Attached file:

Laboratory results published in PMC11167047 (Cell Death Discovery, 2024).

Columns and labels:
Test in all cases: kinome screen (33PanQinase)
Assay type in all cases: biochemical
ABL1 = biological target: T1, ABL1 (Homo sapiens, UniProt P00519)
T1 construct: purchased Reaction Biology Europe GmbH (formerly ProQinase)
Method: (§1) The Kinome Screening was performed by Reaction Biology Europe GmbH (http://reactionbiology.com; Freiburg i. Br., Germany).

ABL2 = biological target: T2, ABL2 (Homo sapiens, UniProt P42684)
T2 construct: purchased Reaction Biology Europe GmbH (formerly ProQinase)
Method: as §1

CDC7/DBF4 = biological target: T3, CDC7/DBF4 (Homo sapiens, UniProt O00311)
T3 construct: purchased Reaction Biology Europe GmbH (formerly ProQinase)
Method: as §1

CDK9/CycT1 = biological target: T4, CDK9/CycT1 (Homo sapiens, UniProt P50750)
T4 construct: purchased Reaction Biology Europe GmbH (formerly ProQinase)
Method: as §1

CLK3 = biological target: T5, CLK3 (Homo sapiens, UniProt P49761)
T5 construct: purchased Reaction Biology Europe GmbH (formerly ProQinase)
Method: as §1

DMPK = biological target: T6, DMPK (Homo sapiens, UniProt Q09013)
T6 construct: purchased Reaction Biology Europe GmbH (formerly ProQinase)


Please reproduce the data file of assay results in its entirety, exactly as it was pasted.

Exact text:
Laboratory results published in PMC11167047 (Cell Death Discovery, 2024).

Columns and labels:
Test in all cases: kinome screen (33PanQinase)
Assay type in all cases: biochemical
ABL1 = biological target: T1, ABL1 (Homo sapiens, UniProt P00519)
T1 construct: purchased Reaction Biology Europe GmbH (formerly ProQinase)
Method: (§1) The Kinome Screening was performed by Reaction Biology Europe GmbH (http://reactionbiology.com; Freiburg i. Br., Germany).

ABL2 = biological target: T2, ABL2 (Homo sapiens, UniProt P42684)
T2 construct: purchased Reaction Biology Europe GmbH (formerly ProQinase)
Method: as §1

CDC7/DBF4 = biological target: T3, CDC7/DBF4 (Homo sapiens, UniProt O00311)
T3 construct: purchased Reaction Biology Europe GmbH (formerly ProQinase)
Method: as §1

CDK9/CycT1 = biological target: T4, CDK9/CycT1 (Homo sapiens, UniProt P50750)
T4 construct: purchased Reaction Biology Europe GmbH (formerly ProQinase)
Method: as §1

CLK3 = biological target: T5, CLK3 (Homo sapiens, UniProt P49761)
T5 construct: purchased Reaction Biology Europe GmbH (formerly ProQinase)
Method: as §1

DMPK = biological target: T6, DMPK (Homo sapiens, UniProt Q09013)
T6 construct: purchased Reaction Biology Europe GmbH (formerly ProQinase)